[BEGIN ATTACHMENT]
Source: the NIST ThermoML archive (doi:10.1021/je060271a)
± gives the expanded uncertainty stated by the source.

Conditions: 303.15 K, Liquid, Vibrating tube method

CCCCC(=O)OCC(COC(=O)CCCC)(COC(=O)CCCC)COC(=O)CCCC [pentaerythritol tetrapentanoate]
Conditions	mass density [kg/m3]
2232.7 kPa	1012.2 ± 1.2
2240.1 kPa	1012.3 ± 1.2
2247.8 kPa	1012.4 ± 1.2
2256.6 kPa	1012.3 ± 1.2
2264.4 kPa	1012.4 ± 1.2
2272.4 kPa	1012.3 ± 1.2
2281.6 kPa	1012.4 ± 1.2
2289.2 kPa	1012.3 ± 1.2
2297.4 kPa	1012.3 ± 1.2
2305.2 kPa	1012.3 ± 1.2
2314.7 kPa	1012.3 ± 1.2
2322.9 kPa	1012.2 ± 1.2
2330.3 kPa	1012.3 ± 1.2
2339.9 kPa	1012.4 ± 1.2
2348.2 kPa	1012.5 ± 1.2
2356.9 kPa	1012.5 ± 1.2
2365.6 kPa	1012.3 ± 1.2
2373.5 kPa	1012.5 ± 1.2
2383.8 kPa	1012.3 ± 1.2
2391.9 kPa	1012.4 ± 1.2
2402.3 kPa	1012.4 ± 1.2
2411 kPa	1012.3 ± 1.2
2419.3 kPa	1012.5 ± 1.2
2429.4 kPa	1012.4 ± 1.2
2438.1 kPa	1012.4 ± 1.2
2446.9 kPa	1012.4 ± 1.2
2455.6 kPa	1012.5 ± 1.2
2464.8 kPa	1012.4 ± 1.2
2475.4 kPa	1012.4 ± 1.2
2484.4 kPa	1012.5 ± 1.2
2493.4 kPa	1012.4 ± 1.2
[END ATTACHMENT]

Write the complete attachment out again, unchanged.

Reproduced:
Source: the NIST ThermoML archive (doi:10.1021/je060271a)
± gives the expanded uncertainty stated by the source.

Conditions: 303.15 K, Liquid, Vibrating tube method

CCCCC(=O)OCC(COC(=O)CCCC)(COC(=O)CCCC)COC(=O)CCCC [pentaerythritol tetrapentanoate]
Conditions	mass density [kg/m3]
2232.7 kPa	1012.2 ± 1.2
2240.1 kPa	1012.3 ± 1.2
2247.8 kPa	1012.4 ± 1.2
2256.6 kPa	1012.3 ± 1.2
2264.4 kPa	1012.4 ± 1.2
2272.4 kPa	1012.3 ± 1.2
2281.6 kPa	1012.4 ± 1.2
2289.2 kPa	1012.3 ± 1.2
2297.4 kPa	1012.3 ± 1.2
2305.2 kPa	1012.3 ± 1.2
2314.7 kPa	1012.3 ± 1.2
2322.9 kPa	1012.2 ± 1.2
2330.3 kPa	1012.3 ± 1.2
2339.9 kPa	1012.4 ± 1.2
2348.2 kPa	1012.5 ± 1.2
2356.9 kPa	1012.5 ± 1.2
2365.6 kPa	1012.3 ± 1.2
2373.5 kPa	1012.5 ± 1.2
2383.8 kPa	1012.3 ± 1.2
2391.9 kPa	1012.4 ± 1.2
2402.3 kPa	1012.4 ± 1.2
2411 kPa	1012.3 ± 1.2
2419.3 kPa	1012.5 ± 1.2
2429.4 kPa	1012.4 ± 1.2
2438.1 kPa	1012.4 ± 1.2
2446.9 kPa	1012.4 ± 1.2
2455.6 kPa	1012.5 ± 1.2
2464.8 kPa	1012.4 ± 1.2
2475.4 kPa	1012.4 ± 1.2
2484.4 kPa	1012.5 ± 1.2
2493.4 kPa	1012.4 ± 1.2